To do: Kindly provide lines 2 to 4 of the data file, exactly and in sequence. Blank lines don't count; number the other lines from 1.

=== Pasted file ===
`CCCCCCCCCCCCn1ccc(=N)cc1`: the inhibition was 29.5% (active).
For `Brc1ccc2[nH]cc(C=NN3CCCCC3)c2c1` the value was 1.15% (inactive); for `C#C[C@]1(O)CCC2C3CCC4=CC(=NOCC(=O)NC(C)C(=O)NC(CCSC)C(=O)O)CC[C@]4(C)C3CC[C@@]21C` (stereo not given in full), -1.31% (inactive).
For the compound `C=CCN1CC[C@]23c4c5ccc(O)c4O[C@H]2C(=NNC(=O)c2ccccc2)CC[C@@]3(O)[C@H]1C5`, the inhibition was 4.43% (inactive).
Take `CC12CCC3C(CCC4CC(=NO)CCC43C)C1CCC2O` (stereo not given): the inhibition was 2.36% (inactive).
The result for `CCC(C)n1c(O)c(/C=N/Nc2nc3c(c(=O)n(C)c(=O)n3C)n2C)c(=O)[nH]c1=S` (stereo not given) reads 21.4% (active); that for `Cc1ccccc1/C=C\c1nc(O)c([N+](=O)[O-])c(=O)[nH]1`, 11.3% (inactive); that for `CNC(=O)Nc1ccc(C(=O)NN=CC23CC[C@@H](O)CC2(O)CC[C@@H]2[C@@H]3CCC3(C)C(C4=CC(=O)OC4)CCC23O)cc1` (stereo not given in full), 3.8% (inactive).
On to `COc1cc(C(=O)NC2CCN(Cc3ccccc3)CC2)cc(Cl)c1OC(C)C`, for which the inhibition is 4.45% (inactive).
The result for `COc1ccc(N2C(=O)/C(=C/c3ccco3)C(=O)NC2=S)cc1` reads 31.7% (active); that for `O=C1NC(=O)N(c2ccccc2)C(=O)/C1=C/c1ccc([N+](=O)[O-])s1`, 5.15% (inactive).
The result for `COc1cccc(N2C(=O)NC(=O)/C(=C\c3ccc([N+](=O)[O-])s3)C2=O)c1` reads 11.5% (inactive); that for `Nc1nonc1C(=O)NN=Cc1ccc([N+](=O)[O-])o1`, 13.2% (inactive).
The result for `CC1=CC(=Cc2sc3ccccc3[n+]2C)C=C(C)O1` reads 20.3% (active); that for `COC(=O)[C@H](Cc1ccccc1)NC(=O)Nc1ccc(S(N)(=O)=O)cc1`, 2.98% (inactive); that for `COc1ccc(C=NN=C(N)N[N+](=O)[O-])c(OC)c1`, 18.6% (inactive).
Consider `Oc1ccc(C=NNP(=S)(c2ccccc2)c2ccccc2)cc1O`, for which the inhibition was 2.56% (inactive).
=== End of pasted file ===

For `Brc1ccc2[nH]cc(C=NN3CCCCC3)c2c1` the value was 1.15% (inactive); for `C#C[C@]1(O)CCC2C3CCC4=CC(=NOCC(=O)NC(C)C(=O)NC(CCSC)C(=O)O)CC[C@]4(C)C3CC[C@@]21C` (stereo not given in full), -1.31% (inactive).
For the compound `C=CCN1CC[C@]23c4c5ccc(O)c4O[C@H]2C(=NNC(=O)c2ccccc2)CC[C@@]3(O)[C@H]1C5`, the inhibition was 4.43% (inactive).
Take `CC12CCC3C(CCC4CC(=NO)CCC43C)C1CCC2O` (stereo not given): the inhibition was 2.36% (inactive).